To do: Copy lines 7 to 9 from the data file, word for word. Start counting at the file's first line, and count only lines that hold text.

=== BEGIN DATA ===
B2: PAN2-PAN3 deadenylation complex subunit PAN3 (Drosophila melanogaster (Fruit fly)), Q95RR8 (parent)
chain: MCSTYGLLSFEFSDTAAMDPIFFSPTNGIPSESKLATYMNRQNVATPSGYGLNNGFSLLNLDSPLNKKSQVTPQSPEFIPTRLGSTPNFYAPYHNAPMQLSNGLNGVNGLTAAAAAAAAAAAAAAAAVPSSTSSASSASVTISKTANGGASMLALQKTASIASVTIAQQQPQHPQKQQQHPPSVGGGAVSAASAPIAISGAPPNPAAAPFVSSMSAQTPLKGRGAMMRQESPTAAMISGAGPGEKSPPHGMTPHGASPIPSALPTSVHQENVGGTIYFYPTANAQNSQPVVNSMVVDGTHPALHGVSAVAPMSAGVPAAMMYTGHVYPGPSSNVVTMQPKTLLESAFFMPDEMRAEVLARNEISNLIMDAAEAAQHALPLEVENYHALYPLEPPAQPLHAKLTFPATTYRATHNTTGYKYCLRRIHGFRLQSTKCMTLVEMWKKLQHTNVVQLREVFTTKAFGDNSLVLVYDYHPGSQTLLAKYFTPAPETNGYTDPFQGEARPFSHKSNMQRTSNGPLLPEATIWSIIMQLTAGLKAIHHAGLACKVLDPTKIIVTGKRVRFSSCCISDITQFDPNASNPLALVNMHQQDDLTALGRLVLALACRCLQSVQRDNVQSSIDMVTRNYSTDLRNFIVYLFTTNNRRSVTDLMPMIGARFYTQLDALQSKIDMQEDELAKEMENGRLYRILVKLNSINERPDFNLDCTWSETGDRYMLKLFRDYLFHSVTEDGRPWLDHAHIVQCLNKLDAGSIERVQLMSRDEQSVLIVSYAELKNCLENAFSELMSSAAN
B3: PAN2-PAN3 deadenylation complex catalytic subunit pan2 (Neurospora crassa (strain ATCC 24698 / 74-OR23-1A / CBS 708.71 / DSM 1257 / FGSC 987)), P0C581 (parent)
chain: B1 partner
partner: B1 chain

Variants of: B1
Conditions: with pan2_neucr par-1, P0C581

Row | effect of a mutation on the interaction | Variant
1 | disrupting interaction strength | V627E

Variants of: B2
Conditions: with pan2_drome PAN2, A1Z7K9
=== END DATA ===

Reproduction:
Conditions: with pan2_neucr par-1, P0C581

Row | effect of a mutation on the interaction | Variant
1 | disrupting interaction strength | V627E